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The National Association of Consumer Shows Is Dissolving

Photo of National Association of Consumer Shows team

PORTLAND, Ore. — Founded in 1988 for the advancement of the consumer show industry and to further the growth and professionalism of those involved in the production of consumer shows, the National Association of Consumer Shows (NACS) will soon be non-existent. NACS members annually produce and host shows that use millions of square feet of public and private exhibit space throughout the United States and Canada. 

“The changing landscape of consumer shows, exacerbated by the ongoing challenges posed by the COVID-19 pandemic, has placed unprecedented strains on the viability of our organization. The financial sustainability of the National Association of Consumer Shows (NACS) has become increasingly challenging, and despite our best efforts to adapt and persevere, we have come to the realization that we can no longer continue in our current capacity,” a letter to NACS members and stakeholders states.

Some industry insiders have predicted an association shift, and this could be the start of things to come. Younger attendees are often skeptical about joining formal associations and this has made an impact on NACS. The Q2 2023 Freeman Trends Report asks about the trustworthiness of information sources. When asked of participants of all ages, professional trade organizations ranked as the second most trustworthy source with 68% saying they are extremely or very trustworthy information sources. When directed at today’s Next Gen Event Goer, between 20 and 44 years old, that number declines to 44%.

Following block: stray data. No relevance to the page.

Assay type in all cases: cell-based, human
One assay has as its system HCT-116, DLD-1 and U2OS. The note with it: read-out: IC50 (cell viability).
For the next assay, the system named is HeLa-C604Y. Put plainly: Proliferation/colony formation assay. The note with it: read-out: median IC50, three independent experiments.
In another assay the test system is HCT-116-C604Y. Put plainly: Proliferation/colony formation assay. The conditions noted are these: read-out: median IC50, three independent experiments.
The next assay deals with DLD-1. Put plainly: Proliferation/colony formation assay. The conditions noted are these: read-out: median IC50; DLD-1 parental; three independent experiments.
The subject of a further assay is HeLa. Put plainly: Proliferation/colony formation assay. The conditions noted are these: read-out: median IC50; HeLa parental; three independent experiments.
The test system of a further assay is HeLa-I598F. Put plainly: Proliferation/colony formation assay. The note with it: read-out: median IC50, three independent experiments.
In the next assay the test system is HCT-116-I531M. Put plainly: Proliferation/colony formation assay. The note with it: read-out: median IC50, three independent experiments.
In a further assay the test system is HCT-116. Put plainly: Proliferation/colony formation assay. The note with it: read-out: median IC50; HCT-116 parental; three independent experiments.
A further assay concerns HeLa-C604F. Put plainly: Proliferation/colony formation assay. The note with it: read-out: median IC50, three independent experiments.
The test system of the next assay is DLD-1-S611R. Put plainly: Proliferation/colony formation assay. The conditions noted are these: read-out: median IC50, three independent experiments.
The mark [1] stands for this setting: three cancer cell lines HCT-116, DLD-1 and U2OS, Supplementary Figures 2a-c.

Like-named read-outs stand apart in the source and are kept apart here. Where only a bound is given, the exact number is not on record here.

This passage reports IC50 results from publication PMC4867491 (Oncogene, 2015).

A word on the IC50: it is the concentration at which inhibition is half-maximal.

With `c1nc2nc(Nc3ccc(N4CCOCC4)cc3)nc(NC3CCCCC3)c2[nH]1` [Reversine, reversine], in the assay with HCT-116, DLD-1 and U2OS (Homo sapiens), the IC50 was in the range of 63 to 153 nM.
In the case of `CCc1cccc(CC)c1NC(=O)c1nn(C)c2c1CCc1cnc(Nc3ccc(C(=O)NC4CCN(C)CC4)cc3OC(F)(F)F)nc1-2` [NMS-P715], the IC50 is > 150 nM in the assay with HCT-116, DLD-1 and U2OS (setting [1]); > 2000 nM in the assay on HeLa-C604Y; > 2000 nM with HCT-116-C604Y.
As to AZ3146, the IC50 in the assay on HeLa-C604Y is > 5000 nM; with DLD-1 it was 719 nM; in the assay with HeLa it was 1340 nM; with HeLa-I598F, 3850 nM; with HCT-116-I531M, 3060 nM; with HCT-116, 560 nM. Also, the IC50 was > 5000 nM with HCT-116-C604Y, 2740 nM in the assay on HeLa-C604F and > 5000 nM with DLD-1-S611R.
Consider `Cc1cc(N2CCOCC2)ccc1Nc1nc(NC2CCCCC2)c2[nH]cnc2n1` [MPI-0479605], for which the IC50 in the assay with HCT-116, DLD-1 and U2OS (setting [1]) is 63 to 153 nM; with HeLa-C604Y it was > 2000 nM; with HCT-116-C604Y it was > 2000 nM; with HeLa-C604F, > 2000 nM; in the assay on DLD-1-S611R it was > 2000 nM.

It’s a Family

“I have been a member for 20 years and have attended every convention except for one when my son was born. NACS is not just a group of people who get together once a year; it’s a family,” Jacqui McGuinness, NACS President and Founder of JBM & Associates, which produces the annual Charleston Boat Show and the annual Savannah Boat Show, said. “This organization has been very beneficial to many of our businesses. It has been a great run.”

The focus now is on a smooth dissolution process. NACS is also in talks with potential partners investigating any alternative options the association may have to provide services and benefits to its members.

Related. Trade Show Organizers and Events Industry Associations Look at Acquisition and Consolidation

“This decision has not been taken lightly, and we understand the significant impact it will have on our members, partners and the consumer show industry as a whole. For many years, NACS has served as a unifying force, bringing together a diverse array of consumer show professionals. We have strived to foster collaboration, innovation and excellence in the consumer show sector, and we are immensely proud of the achievements and progress we have made together,” the letter states.

There are 139 current members, down from 300, which was the membership at its highest. The association had its most recent convention in June in Des Moines, Iowa, at the Community Choice Convention Center.

“While the decision to dissolve NACS is undoubtedly a somber one, we hope that the spirit of collaboration and dedication that defined our organization will live on in the consumer show industry. We are immensely grateful to our members, partners and the entire community for their support, commitment and passion over the years. It is your unwavering dedication that has made NACS a vital part of this industry,” the letter states. “In closing, I want to express our deepest gratitude to everyone who has been part of NACS throughout its history. Together we have achieved remarkable milestones and forged lasting connections.”

McGuinness says the dissolution of NACS is a sign of the times. “The pandemic made an impact. We are seeing a lot of domino effects now,” McGuinness said.

Reach Jacqui McGuinness at

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